Once logging was working fairly well, we began to work on the parser program
to generate the statistics from the log file. This was pretty
straight-forward brute force work to crank through the output logs and
generate the required data. All of the graphs that are created are documented
on the Graph Description page. The complete
source code is also available and should be compilable
on most systems (it has been tested on SunOS, Linux and DOS using Watcom C/C++
10.5). The complete log files are available for downloading from the sections
for each game, and the parser program can be used to generate statistics for
different sequences than we analyzed.
The only difficulty that we ran into with the parsing had to do with texture
statistics. The S3 toolkit requires the individual application to manage the
movement of textures between main memory and the graphics board, and only
requires that a pointer be passed so that it knows what texture to use in
rasterizing the triangles. On account of this, we were only able to see
when a new texture was switched to, but could not determine if it was the
same one that had been at that address locally. In Actua Soccer, it is clear
that the game is doing extensive texture management, since it only uses three
distinct texture addresses.
Phase 3 - Synthesis
The final step was using the tools completed in the previous phases to
generate the real data. We selected the demo sequences from the games to
use as our test sequences, since they tend to have a lot of action, and
are fairly easily repeatable. Each game runs at a resolution of 640x480 in
16 bit color (ARGB 1555). The textures are all in the same color format and
range in size from as big as 256x256 in Actua Soccer to 32x32 in Terminal
Velocity. All of the games also use the 4TPP filtering mode to smooth out
pixels which are magnified at close distances. Each game sequence was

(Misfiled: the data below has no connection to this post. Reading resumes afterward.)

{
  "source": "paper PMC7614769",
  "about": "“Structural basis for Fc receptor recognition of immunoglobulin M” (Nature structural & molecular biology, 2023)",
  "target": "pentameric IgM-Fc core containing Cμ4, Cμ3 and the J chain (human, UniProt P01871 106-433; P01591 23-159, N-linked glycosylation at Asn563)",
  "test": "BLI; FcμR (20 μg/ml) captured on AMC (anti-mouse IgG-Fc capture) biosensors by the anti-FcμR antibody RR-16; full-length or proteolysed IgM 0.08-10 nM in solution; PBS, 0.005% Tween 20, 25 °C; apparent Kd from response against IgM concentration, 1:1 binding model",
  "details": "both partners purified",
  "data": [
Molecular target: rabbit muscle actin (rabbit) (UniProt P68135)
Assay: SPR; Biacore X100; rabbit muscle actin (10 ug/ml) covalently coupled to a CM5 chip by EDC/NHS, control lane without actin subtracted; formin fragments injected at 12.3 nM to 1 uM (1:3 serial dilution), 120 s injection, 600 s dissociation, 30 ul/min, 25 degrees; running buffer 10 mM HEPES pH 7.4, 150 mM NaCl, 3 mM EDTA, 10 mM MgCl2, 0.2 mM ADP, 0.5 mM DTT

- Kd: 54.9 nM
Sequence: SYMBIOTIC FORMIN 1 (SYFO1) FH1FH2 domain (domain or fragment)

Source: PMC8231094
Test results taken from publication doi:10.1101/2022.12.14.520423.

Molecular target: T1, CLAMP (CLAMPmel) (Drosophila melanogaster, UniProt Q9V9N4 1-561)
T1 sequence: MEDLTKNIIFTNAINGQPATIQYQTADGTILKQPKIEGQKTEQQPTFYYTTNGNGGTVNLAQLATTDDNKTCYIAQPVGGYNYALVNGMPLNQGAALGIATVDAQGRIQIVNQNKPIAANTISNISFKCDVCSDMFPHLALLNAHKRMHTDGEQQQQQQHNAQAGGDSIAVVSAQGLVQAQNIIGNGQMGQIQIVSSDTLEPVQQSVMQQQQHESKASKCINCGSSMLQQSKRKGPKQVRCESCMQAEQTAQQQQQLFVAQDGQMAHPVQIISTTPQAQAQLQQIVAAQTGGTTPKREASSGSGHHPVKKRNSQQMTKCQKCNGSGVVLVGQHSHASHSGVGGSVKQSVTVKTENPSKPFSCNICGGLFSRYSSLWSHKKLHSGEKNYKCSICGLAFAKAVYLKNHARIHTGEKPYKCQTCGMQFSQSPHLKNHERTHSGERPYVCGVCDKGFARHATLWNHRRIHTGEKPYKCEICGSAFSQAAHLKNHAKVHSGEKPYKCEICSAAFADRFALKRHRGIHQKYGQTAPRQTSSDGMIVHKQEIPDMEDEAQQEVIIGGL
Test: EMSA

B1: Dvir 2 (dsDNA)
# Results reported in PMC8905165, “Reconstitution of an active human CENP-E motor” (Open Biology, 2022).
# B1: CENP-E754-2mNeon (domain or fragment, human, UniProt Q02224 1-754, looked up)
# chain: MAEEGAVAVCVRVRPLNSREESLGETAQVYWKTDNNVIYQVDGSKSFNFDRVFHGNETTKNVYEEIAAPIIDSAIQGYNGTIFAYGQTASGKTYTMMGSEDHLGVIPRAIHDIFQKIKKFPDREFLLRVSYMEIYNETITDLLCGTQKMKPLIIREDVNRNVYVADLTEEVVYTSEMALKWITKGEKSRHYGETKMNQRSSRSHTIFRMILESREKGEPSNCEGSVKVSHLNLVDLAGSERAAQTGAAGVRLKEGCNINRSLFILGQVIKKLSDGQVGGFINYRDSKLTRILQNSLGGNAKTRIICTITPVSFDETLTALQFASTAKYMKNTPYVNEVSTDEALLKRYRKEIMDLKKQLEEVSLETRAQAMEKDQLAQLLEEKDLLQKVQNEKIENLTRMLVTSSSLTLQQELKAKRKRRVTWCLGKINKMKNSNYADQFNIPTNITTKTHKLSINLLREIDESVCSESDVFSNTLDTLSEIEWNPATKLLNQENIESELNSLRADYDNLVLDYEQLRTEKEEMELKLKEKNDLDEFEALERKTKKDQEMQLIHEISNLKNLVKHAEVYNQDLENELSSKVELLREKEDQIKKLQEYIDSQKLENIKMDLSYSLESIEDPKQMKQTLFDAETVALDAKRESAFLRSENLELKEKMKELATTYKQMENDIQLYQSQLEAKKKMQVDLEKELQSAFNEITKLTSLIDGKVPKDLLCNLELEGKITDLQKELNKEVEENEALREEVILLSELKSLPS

several minutes long, 1':50" for Descent II, 2':15" for Terminal Velocity,
and 4':00" for Actua Soccer. For Actua Soccer and Terminal Velocity we
created the full set of graphs, including "dot statistics" for frames 40
through 50, and a MPEG movie of the trace sequence. As mentioned earlier,
for Descent II we could not find frame boundaries, and thus were not able
to do per frame statistics, dot statistics, or generate a MPEG. We have
video taped the Descent II sequence and hope to have it digitized soon.
Since our goal was generating the statistics, we have not had much chance
to analyze the results. Some things are very noticeable, however. One
example is the use of Painters algorithm to display triangles that are
further away at the beginning of the frame. This is visible in these W-Ave
dot statistics from both Actua
Soccer and Terminal Velocity
(recall that the dot statistics were taken over 11 frames and note that
the periodicity is close to 11).
Another thing that is evident is the typical exponential distribution of
triangle sizes which can be seen in these graphs from
and Terminal Velocity. One final
thing of note was the dot statistics for types of triangles rendered. Here
they are for Actua Soccer and
Terminal Velocity. These
clearly show that within one frame textured triangles are done in a separate
batch than gouraud shaded triangles (notice there are exactly 11 red bands for
the 11 frames in this sequence).
Conclusions and Future Directions
Overall we are pleased with the amount of information we were able to extract
from these games. With the ground work done, it should be possible to
create a driver in the future that will allow statistics to be collected from
games that adhere to the soon to be standard Direct3D interface. Hopefully the
statistics, trace files, and tools we have encapsulated here in this web site
will also serve as the basis for some more in depth analysis of the nature
of current 3D Dos games.